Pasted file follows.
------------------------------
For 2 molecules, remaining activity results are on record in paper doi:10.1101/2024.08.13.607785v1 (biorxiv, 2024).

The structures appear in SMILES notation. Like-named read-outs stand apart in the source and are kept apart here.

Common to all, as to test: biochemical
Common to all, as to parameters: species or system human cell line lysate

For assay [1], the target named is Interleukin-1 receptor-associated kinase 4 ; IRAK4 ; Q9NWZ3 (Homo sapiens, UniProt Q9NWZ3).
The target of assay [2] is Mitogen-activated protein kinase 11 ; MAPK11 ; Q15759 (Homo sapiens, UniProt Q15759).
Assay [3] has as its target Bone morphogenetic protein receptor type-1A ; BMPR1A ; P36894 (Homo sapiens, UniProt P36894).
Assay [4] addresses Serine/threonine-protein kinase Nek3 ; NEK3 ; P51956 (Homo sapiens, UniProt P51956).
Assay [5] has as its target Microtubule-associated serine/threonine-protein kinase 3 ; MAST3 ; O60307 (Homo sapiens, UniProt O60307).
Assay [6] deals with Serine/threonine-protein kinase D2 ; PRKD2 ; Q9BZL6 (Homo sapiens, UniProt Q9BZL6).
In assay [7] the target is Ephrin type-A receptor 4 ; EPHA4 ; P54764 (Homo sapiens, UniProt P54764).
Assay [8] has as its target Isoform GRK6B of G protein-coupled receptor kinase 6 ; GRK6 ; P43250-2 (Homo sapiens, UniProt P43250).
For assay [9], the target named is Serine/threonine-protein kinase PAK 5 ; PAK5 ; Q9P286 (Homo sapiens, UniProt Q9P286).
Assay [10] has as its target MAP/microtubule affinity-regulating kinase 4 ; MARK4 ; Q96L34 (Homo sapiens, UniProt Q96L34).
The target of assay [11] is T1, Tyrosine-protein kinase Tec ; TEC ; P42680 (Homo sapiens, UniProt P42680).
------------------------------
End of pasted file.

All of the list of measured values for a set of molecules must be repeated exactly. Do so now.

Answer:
For 2 molecules, remaining activity results are on record in paper doi:10.1101/2024.08.13.607785v1 (biorxiv, 2024).

The structures appear in SMILES notation. Like-named read-outs stand apart in the source and are kept apart here.

Common to all, as to test: biochemical
Common to all, as to parameters: species or system human cell line lysate

For assay [1], the target named is Interleukin-1 receptor-associated kinase 4 ; IRAK4 ; Q9NWZ3 (Homo sapiens, UniProt Q9NWZ3).
The target of assay [2] is Mitogen-activated protein kinase 11 ; MAPK11 ; Q15759 (Homo sapiens, UniProt Q15759).
Assay [3] has as its target Bone morphogenetic protein receptor type-1A ; BMPR1A ; P36894 (Homo sapiens, UniProt P36894).
Assay [4] addresses Serine/threonine-protein kinase Nek3 ; NEK3 ; P51956 (Homo sapiens, UniProt P51956).
Assay [5] has as its target Microtubule-associated serine/threonine-protein kinase 3 ; MAST3 ; O60307 (Homo sapiens, UniProt O60307).
Assay [6] deals with Serine/threonine-protein kinase D2 ; PRKD2 ; Q9BZL6 (Homo sapiens, UniProt Q9BZL6).
In assay [7] the target is Ephrin type-A receptor 4 ; EPHA4 ; P54764 (Homo sapiens, UniProt P54764).
Assay [8] has as its target Isoform GRK6B of G protein-coupled receptor kinase 6 ; GRK6 ; P43250-2 (Homo sapiens, UniProt P43250).
For assay [9], the target named is Serine/threonine-protein kinase PAK 5 ; PAK5 ; Q9P286 (Homo sapiens, UniProt Q9P286).
Assay [10] has as its target MAP/microtubule affinity-regulating kinase 4 ; MARK4 ; Q96L34 (Homo sapiens, UniProt Q96L34).
The target of assay [11] is T1, Tyrosine-protein kinase Tec ; TEC ; P42680 (Homo sapiens, UniProt P42680).